Oh well, on to the next…
                            Click to expand...


                            Very interesting. None of those requests sound that serious to me, any reasonable person wouldnt be miffed at that especially if that were truly the case. Maybe you seemed like you would be too difficult to handle. In all likelihood you may have dodged a bullet.

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                            • #15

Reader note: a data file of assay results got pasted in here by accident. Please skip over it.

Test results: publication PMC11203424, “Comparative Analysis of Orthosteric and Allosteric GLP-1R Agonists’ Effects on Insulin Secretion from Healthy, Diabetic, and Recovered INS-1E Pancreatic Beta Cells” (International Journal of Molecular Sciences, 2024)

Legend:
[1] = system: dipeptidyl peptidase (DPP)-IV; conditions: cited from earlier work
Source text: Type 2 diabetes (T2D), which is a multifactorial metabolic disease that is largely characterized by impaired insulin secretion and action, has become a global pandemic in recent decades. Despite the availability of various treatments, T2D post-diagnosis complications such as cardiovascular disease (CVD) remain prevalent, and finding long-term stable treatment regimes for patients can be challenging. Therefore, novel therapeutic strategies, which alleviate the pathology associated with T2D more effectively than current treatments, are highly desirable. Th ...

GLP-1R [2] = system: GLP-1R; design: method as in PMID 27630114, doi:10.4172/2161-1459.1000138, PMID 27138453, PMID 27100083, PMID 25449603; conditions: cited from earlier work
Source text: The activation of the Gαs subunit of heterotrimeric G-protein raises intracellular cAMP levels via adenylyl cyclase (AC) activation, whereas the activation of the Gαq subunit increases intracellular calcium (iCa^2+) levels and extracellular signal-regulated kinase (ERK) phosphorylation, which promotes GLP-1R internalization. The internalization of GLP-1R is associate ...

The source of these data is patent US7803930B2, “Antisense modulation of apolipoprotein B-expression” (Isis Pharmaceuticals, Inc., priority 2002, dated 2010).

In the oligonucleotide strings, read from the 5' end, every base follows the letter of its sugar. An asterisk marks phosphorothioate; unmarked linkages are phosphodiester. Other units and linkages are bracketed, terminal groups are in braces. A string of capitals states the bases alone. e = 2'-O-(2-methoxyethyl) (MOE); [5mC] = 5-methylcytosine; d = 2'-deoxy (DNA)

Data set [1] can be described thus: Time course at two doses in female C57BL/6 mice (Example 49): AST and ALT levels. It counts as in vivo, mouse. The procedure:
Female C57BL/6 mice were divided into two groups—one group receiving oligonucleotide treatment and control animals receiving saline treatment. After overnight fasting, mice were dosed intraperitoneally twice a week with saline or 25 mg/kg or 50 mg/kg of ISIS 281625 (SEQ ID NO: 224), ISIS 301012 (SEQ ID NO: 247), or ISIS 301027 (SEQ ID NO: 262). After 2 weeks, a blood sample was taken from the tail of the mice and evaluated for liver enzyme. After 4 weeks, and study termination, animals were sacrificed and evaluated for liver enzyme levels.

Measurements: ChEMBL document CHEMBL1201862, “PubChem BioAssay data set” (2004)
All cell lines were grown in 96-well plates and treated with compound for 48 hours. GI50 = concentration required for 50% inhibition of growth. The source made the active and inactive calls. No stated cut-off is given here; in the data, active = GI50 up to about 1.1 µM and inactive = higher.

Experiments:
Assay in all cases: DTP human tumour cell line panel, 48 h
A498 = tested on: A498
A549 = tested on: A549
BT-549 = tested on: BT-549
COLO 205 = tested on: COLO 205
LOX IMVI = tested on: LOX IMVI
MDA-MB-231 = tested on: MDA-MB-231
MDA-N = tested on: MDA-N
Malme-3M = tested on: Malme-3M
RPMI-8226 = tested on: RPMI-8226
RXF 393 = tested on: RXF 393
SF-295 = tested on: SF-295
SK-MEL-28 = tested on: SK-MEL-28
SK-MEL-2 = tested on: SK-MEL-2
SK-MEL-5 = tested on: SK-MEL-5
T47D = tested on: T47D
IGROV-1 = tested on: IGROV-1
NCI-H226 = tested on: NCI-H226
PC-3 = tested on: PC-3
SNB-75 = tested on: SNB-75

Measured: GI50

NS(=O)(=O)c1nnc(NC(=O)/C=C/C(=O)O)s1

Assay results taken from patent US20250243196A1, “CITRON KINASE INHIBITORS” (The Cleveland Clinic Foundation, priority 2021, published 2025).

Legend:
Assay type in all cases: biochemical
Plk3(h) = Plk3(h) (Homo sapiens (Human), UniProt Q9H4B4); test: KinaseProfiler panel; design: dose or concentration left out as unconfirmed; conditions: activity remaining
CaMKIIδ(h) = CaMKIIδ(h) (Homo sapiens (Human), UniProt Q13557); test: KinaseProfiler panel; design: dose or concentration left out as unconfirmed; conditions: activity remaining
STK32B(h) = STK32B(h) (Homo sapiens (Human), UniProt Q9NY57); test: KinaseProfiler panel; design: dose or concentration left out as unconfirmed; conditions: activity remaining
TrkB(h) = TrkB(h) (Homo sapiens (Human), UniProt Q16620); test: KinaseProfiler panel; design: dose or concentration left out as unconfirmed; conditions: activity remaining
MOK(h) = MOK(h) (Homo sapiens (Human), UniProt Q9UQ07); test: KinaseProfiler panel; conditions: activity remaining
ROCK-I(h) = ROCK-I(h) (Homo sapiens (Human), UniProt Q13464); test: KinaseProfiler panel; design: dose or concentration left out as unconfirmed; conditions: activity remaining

I guess they were miffed that I dared to ask? I don't know. For relative newbies like me to the game of contract negotiations, its hard to gauge the line between being too nice vs being aggressive and "asking for what we deserve" Even more confusing when your asking was based on advise from apparent expert in contract negotiations , in my case Contract Diagnostics. As I move forward with other contracts, I'm looking at this recent experience and I'll admit struggling to figure out what the lesson is and what, if anything, should I do different in the future. You're right though. Their response does lead me to believe I may have dodged a bullet.